Assessment Type Percentage Classification
essay/context analysis 40% Individual Coursework
Inquiry proposal and annotated bibliography 20% Individual Coursework
Inquiry report 40% Individual Coursework
Assessment Type Learning Outcome Addressed
1 2 3 4 5
essay/context analysis
Inquiry proposal and annotated bibliography
Inquiry report

To pass in this course students must gain an overall mark of at least 50%

Workload Expectations

This course is a standard 30-point course.

A typical semester including the study/exam period totals approximately 15 weeks. On average, students are expected to spend 20 hours per week in each 30-point course that they are enrolled in.

For this course, you can reasonably expect each week to comprise 2-4 hours of online and face-to-face lectures and related content, 4-6 hours of reading and thinking about the content and 8 hours of work on assignments.

Delivery Mode

Campus Experience or Online

This course is offered in two delivery modes:

Campus Experience

Attendance is expected at scheduled weekly classes. We will be joining our online colleagues via Zoom.

Lectures will be available as recordings.

The course will include live online events including group discussions and these will be recorded.

This course runs to the University semester timetable and all the associated completion dates and deadlines will apply.

The activities for the course are scheduled as a standard weekly timetable.


Attendance is expected at scheduled online weekly classes. We will be joining our on-campus colleagues via Zoom.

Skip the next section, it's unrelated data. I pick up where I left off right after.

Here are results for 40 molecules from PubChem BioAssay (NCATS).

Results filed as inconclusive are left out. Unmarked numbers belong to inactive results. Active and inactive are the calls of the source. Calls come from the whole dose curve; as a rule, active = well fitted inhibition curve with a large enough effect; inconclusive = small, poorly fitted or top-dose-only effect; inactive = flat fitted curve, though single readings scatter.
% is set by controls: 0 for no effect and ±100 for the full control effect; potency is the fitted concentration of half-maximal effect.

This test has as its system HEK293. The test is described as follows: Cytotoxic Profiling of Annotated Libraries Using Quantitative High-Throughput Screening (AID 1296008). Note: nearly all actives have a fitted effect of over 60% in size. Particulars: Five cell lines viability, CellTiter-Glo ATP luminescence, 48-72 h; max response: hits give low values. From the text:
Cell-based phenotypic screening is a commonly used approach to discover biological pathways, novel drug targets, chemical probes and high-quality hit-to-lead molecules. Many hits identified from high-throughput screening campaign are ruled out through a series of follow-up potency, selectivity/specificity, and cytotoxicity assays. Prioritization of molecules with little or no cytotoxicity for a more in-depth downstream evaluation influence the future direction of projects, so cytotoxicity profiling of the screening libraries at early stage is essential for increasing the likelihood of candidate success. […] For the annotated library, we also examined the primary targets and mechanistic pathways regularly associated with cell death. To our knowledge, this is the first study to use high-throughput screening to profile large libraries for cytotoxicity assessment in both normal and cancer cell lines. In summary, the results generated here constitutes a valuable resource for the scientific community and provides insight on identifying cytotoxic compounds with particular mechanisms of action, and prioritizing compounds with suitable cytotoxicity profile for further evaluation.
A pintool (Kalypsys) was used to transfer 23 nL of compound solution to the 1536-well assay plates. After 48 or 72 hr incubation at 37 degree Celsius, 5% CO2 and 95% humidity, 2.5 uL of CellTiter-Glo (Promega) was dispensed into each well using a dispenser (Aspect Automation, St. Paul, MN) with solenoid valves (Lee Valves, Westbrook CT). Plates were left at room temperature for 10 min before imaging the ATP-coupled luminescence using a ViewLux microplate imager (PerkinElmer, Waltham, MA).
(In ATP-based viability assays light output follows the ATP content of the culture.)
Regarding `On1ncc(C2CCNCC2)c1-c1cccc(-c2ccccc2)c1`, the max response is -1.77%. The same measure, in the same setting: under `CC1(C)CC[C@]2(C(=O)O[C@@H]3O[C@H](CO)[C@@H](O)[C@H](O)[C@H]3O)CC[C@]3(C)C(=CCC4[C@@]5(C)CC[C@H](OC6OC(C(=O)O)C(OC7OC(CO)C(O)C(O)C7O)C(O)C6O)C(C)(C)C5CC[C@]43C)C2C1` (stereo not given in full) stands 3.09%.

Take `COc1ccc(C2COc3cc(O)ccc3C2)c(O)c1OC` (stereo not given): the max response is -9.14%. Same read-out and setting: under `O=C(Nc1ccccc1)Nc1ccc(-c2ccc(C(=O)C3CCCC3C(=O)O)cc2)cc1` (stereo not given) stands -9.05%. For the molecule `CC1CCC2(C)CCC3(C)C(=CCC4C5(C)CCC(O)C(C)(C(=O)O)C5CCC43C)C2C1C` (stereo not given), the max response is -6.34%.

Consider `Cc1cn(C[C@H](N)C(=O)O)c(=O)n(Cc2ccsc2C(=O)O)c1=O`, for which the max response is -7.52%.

The course will include live online events including group discussions and these will be recorded.

Where possible, study material will be available at course commencement. Additional reading material may be provided throughout the course.

This course runs to the University semester timetable and all the associated completion dates and deadlines will apply.

The activities for the course are scheduled as a standard weekly timetable.

Learning Resources

Course materials are made available in a learning and collaboration tool called Canvas which also includes reading lists and lecture recordings (where available).

Please remember that the recording of any class on a personal device requires the permission of the instructor.

A highly recommended book for this course is:
Carrington, S., Saggers, B., Harper-Hill, K. & Whelan, M. (2021). Supporting Students on the Autism Spectrum in Inclusive Schools: A Practical Guide to Implementing Evidence-Based Approaches. Routledge.

Student Feedback

At the end of every semester students will be invited to give feedback on the course and teaching through a tool called SET or Qualtrics. The lecturers and course co-ordinators will consider all feedback and respond with summaries and actions.

Your feedback helps teachers to improve the course and its delivery for future students.

Class Representatives in each class can take feedback to the department and faculty staff-student consultative committees.

Overall students have commented favourably on all aspects of the course.  The course includes students from across the sectors from early childhood through to secondary education.  A greater focus is being placed  on readings and other course content in 2024  that is clearly relevant to the early childhood sector. 

Academic Integrity